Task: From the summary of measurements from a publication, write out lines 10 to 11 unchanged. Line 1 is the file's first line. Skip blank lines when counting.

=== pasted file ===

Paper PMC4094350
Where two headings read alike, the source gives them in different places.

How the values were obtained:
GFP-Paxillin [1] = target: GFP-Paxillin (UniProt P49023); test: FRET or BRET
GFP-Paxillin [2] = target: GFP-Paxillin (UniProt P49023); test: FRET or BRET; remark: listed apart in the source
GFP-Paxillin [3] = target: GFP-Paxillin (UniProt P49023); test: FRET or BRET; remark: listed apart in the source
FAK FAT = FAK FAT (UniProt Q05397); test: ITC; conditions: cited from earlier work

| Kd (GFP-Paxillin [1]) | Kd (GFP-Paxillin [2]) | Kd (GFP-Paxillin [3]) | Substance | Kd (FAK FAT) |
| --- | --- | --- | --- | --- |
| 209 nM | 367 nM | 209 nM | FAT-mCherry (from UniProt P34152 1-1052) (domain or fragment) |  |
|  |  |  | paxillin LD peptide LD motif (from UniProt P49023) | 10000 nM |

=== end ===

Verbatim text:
| 209 nM | 367 nM | 209 nM | FAT-mCherry (from UniProt P34152 1-1052) (domain or fragment) |  |
|  |  |  | paxillin LD peptide LD motif (from UniProt P49023) | 10000 nM |